Some in her Latino community worry that alternate schools might not be friendly to their children.
“They fear that they are not going to be welcome at another school for the fact that we are Hispanic,” Espinoza said. “They are afraid of how teachers or even students are going to treat us.”
Four days after going online, more than 2,400 people had signed the online petition protesting the closure.
“It is a race issue, that’s what comes down to. [The school district that I teach in] would never allow something like this to happen.”
Kurt Christensen, a Joseph R. Perry Elementary parent
The Mexican American Legal Defense and Educational Fund and League of United Latin American Citizens also made appeals to the school board.
On Monday, MALDEF doubled down on an earlier request that the board postpone the vote and reiterated concerns that the method of putting together the school-closure task force included unnecessary obstacles to participation. The application for participating was only available online, in English, and required a resume, the letter pointed out.
“These requirements are unnecessary for a task force member to adequately fulfill the role, and, instead, served as impediments preventing community members served by Perry Elementary from participating in such an important decision” wrote MALDEF staff attorney Deylin Thrift-Viveros.
It also argued that the closure would incur a burden on the district’s most disadvantaged students to travel farther to their newly assigned school.
MALDEF accused the district process of being out of compliance with the Education Code’s mandate by failing to represent the ethnic and socioeconomic composition of the district and noted that the decision might constitute a violation of state law that prevents discrimination in state-funded programs, regardless if, on its face, the decision seems neutral in its intent.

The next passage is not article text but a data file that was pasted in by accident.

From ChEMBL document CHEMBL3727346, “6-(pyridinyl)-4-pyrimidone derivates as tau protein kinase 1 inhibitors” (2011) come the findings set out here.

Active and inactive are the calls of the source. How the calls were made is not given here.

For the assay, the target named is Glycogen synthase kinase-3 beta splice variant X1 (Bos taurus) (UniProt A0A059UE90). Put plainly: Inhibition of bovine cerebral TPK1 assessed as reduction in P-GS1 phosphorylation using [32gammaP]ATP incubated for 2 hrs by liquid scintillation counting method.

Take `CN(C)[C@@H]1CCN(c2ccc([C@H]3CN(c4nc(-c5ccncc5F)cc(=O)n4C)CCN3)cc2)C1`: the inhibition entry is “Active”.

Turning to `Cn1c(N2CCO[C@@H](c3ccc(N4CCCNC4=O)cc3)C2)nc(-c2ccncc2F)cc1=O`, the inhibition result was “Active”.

Oscar Rodriguez submitted a written comment for Tuesday’s meeting on behalf of two cousins who attend Perry.
Rodriguez stressed that there are “thousands that will be affected.” He reflected on how the school closure task force, and even Tuesday’s meeting, left out a portion of the community disproportionately represented by Perry families.
“Thousands of parents are unable to participate due to digital and language divide,” Rodriguez‘s statement said.
The latest decision comes less than a year after a previous school closure task force unanimously determined that Perry should not be closed. At the time, the board unanimously agreed.
Adding to the uncertainty, the recent vote was made without determining new school tracts for displaced students, leaving many students and their families unsure of what comes next.
Perry parent and high school teacher Kurt Christensen has been active in opposing the closing of any district school for two years now.
The proximity to Perry was part of what drew Christensen, himself a product of HBCSD, to buy a house in their current neighborhood.
“You know, we both have to work and that’s one of the reasons we chose to buy where we are,” he said. “But I would not be so upset if there was a school that was just blocks or a mile away, like you see in South Huntington Beach.”
An often-repeated argument against the shuttering of Perry is that the southern part of the district has elementary campuses that are much closer to each other.
“So we have no school in the northeast portion of the school district. You know, this is our school,” he said.
The potential commute to Peterson Elementary would be nearly two miles, a giant leap from the few hundred yards his kids previously walked to Perry. Would he feel comfortable with his first- and fourth-graders crossing Yorktown, Adams and Indianapolis avenues on bikes? No.
“We’re a working family. My wife works ... Our kids walk to school, sometimes they ride their bikes, but we’re talking about a huge distance that would cross three or four major streets,” Christensen said.
The entire process has his family considering moving out of the district — or even out of the city — to retain the ability to send their kids to a neighborhood school and, hopefully, shield themselves from impending school closures.
“It is a race issue, that’s what comes down to,” said Christensen, who teaches in a low-income school district elsewhere in Orange County. The district he teaches in “would never allow something like this to happen. There’s much more support” for low-income communities within its borders, he said.
“I’ve been a teacher for over 20 years, I’m not going to send my kid to a bad school,” Christensen said. “I know that this is a fantastic school with fantastic teachers."